Foreign policy certainly was underscored, if not neglected, this past presidential election. Even Senior Foreign Affairs Correspondent Martha Raddatz recently called this negligence “heart breaking,” especially for a nation at war. “No one talks about it,” she said. And now that President Obama returns to the White House for his second term, where should anyone turn to understand and engage with clearly important international affairs?
Look to Vicky Kelberer, Colin Wolfgang, and Zach Crawford–past and present BU students who run The Global Atlas, a Blogspot for insightful musings on international relations. The idea for this blog initially blossomed out of a prolonged interest in global politics: “Having graduated last May and gone into non-IR fields, both Colin and I were definitely throwing around ideas of how to continue our involvement in international relations,” says Kelberer. The blog format readily lent itself to their continued involvement post-grad because it is not only “inclusive and accessible,” but also rather easy to manage, Kelberer added.
The Global Atlas provides a comfortable, coffeehouse setting for peer discussion about important world affairs. Its readily scrollable, modern design features striking headlines such as “The Obstacles to Iraqi Democracy” and “How China and the U.S. Can Avoid a Thucydides Trap.” The creators also share their weekly readings, so everyone else can follow along with their current digests.
Although it is inherently educational (I now know the definition of a Thucydides Trap), explanation was not the primary goal. “It’s more about doing something outside of my comfort zone, that is, displaying my opinions and analyses to a wider (and perhaps critical) audience, with the opportunity to learn outside of the classroom and collaborate with my friends while I do it,” says Crawford, who helped establish the blog this past summer, and completes the triumvirate of these IR intellectuals.
Ultimately, “the idea was to create an outlet where current students will eventually feel comfortable engaging in active discussions, providing opinions and ideas, and perhaps submitting their own articles for us to publish,” says Wolfgang. While at the moment, no outside submissions have been published, the door is wide open for the thoughts of other BU students.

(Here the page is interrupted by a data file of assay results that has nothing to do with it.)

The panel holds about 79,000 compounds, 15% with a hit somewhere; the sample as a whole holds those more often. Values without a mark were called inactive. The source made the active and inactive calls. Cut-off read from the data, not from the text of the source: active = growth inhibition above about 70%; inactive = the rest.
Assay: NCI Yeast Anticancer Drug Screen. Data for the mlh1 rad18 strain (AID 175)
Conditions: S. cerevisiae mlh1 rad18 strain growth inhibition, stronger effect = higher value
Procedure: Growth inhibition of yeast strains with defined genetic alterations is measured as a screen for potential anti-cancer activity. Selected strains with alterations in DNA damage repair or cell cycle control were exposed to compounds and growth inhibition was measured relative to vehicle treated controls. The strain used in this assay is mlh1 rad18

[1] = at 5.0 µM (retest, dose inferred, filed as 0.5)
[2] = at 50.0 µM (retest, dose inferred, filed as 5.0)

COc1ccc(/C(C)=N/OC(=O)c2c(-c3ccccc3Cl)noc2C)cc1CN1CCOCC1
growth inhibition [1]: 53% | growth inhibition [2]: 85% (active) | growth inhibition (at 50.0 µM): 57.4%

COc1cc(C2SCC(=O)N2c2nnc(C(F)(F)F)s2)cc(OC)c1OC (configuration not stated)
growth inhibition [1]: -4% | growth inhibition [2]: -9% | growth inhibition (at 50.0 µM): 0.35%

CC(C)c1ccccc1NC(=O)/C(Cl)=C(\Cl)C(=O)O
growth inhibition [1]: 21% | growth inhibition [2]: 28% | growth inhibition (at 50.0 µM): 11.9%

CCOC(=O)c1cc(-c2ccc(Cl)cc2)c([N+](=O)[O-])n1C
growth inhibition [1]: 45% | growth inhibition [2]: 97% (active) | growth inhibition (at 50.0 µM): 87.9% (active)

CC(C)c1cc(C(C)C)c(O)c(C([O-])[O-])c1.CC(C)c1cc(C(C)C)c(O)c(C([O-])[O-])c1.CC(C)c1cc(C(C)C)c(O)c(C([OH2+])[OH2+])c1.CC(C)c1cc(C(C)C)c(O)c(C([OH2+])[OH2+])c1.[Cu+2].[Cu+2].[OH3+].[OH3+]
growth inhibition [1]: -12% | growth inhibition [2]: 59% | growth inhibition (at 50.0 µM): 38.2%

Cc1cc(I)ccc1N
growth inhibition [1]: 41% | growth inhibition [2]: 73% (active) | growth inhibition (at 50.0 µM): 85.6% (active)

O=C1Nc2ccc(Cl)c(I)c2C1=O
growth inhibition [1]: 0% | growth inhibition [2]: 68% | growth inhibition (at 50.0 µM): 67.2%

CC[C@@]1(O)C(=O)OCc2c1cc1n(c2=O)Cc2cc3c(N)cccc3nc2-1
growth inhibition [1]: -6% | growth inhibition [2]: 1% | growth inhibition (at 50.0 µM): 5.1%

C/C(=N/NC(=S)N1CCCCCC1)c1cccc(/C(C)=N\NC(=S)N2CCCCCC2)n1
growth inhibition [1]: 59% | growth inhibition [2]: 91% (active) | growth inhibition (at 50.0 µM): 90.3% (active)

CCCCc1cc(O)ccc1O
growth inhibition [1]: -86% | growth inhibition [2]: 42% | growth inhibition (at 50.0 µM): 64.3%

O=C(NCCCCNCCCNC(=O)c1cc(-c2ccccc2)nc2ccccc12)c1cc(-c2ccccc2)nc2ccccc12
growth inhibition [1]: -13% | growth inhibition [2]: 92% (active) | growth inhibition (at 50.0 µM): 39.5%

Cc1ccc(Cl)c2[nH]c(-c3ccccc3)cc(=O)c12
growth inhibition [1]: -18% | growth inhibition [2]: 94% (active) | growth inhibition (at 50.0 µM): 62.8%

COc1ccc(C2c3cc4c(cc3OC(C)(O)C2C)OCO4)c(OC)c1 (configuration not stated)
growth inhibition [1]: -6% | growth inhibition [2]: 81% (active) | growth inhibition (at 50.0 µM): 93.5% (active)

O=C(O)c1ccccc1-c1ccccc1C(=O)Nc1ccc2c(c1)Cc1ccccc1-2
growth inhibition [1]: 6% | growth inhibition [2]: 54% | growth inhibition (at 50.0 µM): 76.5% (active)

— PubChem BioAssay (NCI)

All three creators would also agree that The Global Atlas is the perfect way to cultivate different writings styles and to sharpen their writing skills. Wolfgang adds, “the blog seemed like a great idea to me on a more personal level, as somewhere for me to continue practicing my writing skills, presenting my own opinions outside of the classroom, and keeping up to date with what is going on in the world.”
Their IR specialities have not limited their writing interests either. The challenge of writing about unknown foreign political territory ensures that this blog remains intriguing and fresh. “I don’t think this would be a worthwhile endeavor if we always stayed within our comfort zones, and I have really enjoyed learning things about Mexico’s internal politics, for instance, something I never would have studied in school,” says Kelberer, whose own IR specialties include the Middle East and North Africa.
“It’s been fun to be able to choose any topic, research it well and write an informed piece on it. That freedom keeps the creative juices flowing and has really allowed us to pursue whatever we find interesting that others might like to know as well,” adds Crawford, whose specialties parallel Kelberer’s, but also include world order.
“My background is Europe and security studies, so one article will be about the ongoing crisis in the EU, while the next will be about the strategic relevance of Tajikistan,” shares Wolfgang. Variety certainly is the driving force for their Atlas, one which is reflected in their blog posts. In August, Wolfgang wrote a humorous break-up letter to Pakistan from the U.S., as the scorned, once supportive lover: “And I know you’re tired of hearing it, but I can’t let the whole Osama bin-Laden thing go. You were cheating on me that entire time with him? And of course you couldn’t get rid of him and hide it from me the way you should have–instead, I had to come in on my own volition and discover him there? That hurt.”
Overall, feedback has been nothing but positive for the Atlas, and amidst this blind-eye recently turned to foreign policy, I think this praise will continue into 2013.
Visit The Global Atlas here.